As long as you have clearly communicated to the client upfront how you manage the revisions, you have a basis for calling a stop to their endless revisions.
Confidently (and pleasantly) say to your client something like this: "Since your request comes after we've completed the agreed upon rounds of revisions, I will have to charge you for this." Short and simple.
That being said, sometimes no matter what you do, a client relationship just doesn't work. Either the client has a different vision than you can provide, or they're over-controlling, micro-managing or disrespectful. If they're behavior is spoiling the synergy, you won't be able to do your best work.
Just like in number 01 above – doing a project quickly just for the money – if you stay in a disagreeable or unfair client situation just because you need the cash, you'll likely end up miserable. This can be soul-crushing to any creative person, and it's not worth compromising your integrity. It's better to use your time and ingenuity to look for someone who respects your talent and unique creative contribution.
We recommend ending an unpleasant client relationship sooner rather than later, for everyone's sake. It might be scary and uncomfortable when you approach them, but it's liberating once you do it.
Just be professional and try to keep your emotions or hurt feelings out of it. Use phrases like "creative differences" and "diverging aesthetic choices" (avoid "bad taste" and "can't make up your mind"). If you retain your integrity, you will exit feeling like a professional, and you might teach your client a valuable lesson as well.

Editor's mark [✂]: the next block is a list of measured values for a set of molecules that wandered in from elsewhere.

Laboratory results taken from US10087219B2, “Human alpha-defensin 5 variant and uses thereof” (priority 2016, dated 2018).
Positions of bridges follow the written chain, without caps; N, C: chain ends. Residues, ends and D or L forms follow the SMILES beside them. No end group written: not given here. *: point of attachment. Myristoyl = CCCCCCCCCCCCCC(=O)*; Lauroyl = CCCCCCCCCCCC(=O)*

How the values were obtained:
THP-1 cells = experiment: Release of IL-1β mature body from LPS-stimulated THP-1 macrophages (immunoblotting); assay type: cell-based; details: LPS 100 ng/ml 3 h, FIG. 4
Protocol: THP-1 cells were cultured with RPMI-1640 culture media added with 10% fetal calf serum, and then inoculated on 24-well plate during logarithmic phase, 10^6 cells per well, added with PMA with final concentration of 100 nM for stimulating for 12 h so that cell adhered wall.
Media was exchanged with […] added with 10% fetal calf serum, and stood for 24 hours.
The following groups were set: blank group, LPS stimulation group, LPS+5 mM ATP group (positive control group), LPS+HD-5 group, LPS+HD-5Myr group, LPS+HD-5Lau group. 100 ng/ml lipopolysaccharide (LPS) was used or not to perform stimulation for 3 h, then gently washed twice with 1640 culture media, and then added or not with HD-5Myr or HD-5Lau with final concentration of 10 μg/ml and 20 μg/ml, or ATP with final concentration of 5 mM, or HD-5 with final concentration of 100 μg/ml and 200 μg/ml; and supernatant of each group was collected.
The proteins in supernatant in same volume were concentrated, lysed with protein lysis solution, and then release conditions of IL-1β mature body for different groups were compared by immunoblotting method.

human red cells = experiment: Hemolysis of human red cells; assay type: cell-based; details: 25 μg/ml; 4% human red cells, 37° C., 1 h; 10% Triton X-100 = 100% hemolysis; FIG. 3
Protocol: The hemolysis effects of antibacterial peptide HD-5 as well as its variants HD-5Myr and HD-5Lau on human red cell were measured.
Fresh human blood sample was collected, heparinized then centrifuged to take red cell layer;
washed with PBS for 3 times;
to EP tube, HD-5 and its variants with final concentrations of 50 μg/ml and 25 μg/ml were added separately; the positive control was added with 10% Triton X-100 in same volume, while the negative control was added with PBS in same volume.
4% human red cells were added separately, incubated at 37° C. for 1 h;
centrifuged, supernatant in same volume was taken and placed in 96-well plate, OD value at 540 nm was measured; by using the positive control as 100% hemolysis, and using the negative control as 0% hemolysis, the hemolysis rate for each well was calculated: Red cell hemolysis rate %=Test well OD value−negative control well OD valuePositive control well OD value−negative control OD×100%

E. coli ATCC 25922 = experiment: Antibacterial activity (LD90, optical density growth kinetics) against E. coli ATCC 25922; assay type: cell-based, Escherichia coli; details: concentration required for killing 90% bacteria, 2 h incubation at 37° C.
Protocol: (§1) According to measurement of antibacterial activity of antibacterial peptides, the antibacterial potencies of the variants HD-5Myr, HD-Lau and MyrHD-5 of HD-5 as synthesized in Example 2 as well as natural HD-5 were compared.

Managing client relationships is a delicate matter with many nuances. The strategies above have helped us refine our client communications and develop positive relationships that are crucial to our business success. Now it's up to you to take these ideas and develop your own formula for creating healthy relationships with your clients.
Remember the keys: set expectations upfront, keep the client informed about each phase of the project, put a stop to revisions by referencing your initial agreement, stay flexible and show your good will.
Your ultimate goal should be to do your best within your capabilities, ensure the client is happy and create a piece of work you'll be proud to include in your portfolio. The rounds of revisions should be only part of the framework that helps you to do your job well, rather than the sole focus of your work. The right clients will understand this and will appreciate the way you handle your professional relationships.